Adjusting from Tour Life to Civilian Life
Updated: Aug 21, 2019
Some people are able to drift effortlessly in and out of tour life with very little mental or physical stress. I was not one of those people. Despite having been a straight up gypsy/tramp/thief for my entire post-college career, I had a very rough transition from tour to civilian life. I want to be clear that while on tour, I did have meaningful interactions with close friends and unforgettable experiences on many occassions. Unfortunately, none of those interactions or experiences could have prepared me for my utter shock about this new lifestyle. Furthermore, no one had ever so much as whispered the idea that many people have a hard time adjusting to anything post tour.
Here are some of my highlights (more like lowlights) of post road life:
- I found it impossible to coexist with my partner in the same apartment. I'd become so accustomed to having Me-Time that I resented him for simply existing in the same space as me.
- I had my first of several mental breakdowns about money at the 60 day off-tour mark. All the per diem I had been so careful to set aside was gone after purchasing basic items we needed for the apartment (couch, chairs, mattress, dishes, etc).
- I coped with the change by over-eating because I had (have) major control issues.
- Even though I used to ache for structure and “daily routines” on tour, I found them to be major constraints in civilian life. I missed the flexibility and choices of tour and was overwhelmed by the responsibilities of being back in one place.
- I was annoyed that I had no opportunity to hit restart in a new city. There was no new, exciting site to discover. I no longer felt like a mini celebrity as local patrons would see my embroidered show bag and ask with wide sparkly eyes, “Are you with the show!?”
- I had to come to terms with the idea that I HATED my new life, while watching my tour family post on social media.
Common Issues To Expect
It’s not uncommon to have trouble reconnecting or re-establishing roles within the family & with friends. While you were on tour, you and your friends/family found your own individual rhythms. Constantly feeling like you are clapping on 1 & 3 while everyone else is one 2 & 4 is excruciating. It is hard adjusting to the different pace of life. As exhausted as I was, I relied on the rush of the constant go-go-go of life. While it was never the same schedule every day or week, I knew that I was always ready to work. Non tour people and real life move much, much slower. Creating structure can feel nearly impossible. You may find yourself constantly struggling to work with a different kind of ambiguity in life. Having the “it’s only temporary” mindset every time I got somewhere was helpful to deal with stressful situations. The idea of having a “system” on tour seemed necessary. Having a “system” at home felt like the weight of the Earth was crushing me. I felt pinned down, no freedom to choose my own fate (dramatic, I know), no choice but to let my to-do list and paperwork overwhelm me to the point of inaction. These are things that even I, a Professional Organizer, felt to my core.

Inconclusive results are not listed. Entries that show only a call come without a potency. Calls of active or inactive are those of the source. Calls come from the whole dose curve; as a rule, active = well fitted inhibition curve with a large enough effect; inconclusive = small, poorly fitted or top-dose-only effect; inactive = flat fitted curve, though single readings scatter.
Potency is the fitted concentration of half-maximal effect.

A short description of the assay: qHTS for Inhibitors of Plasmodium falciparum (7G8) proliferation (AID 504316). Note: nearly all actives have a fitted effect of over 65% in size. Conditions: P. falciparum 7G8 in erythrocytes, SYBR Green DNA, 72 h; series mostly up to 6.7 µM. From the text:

Unhealthy coping mechanisms are very common among those who are struggling to adapt. Naturally, we try to find a sense of control in any form we can.
How to Cope
Networking- Talk to others who have made this transition. Everyone has their own story about their new life, so ask them if they’d feel comfortable sharing theirs. They may not always have answers for you but having someone who understands your confusing feelings can make a huge difference toward validating them.
Therapy - Find a Professional to help you work through these feelings. If you’re anything like me, the reasons you sought therapy may not be your actual problem. I thought I needed to learn how to communicate better and let go of the unnecessary anger I felt post tour. It turned out, I was unhappy with my career (to which I equated my personal value) and needed to change. If you don't click with your therapist, don't be afraid to seek out someone else. You won't really make the progress you need if you don't feel 100% comfortable.
Resources- Reading books and following blogs or podcasts can potentially be highly valuable tools if you would prefer to not speak to other people about how you're feeling. Seek resources which speak to you, written by authors who understand your point of view and offer a variety of solutions to get you in a better mental space.
Honoring the Shittiness of Change- If you don’t have access to affordable mental healthcare, do yourself the favor of recognizing that you have A LOT of feelings. Take time to listen to your inner voice of reason and also your inner voice of sabotage. Try to cope with the fact that, despite your best efforts, you are having a hard time dealing with some shit. Try to remember that thing you told yourself when times were hard in your least favorite city. “It’s all temporary”. It’s possible that you will be miserable for much longer than you think, or maybe much shorter than you think.
If you find yourself struggling now, rest assured it will get easier. Maybe you'll end up going back on tour for good, or maybe you'll commit to your new lifestyle change. Either way, hang in there and know you've got a wonderful community here for you.